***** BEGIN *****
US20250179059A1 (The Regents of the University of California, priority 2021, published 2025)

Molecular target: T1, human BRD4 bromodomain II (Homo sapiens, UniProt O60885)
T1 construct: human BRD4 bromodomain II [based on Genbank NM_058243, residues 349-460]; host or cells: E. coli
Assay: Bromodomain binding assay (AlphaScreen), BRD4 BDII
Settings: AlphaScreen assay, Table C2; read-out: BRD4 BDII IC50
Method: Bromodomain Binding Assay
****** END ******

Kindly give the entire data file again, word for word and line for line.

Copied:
US20250179059A1 (The Regents of the University of California, priority 2021, published 2025)

Molecular target: T1, human BRD4 bromodomain II (Homo sapiens, UniProt O60885)
T1 construct: human BRD4 bromodomain II [based on Genbank NM_058243, residues 349-460]; host or cells: E. coli
Assay: Bromodomain binding assay (AlphaScreen), BRD4 BDII
Settings: AlphaScreen assay, Table C2; read-out: BRD4 BDII IC50
Method: Bromodomain Binding Assay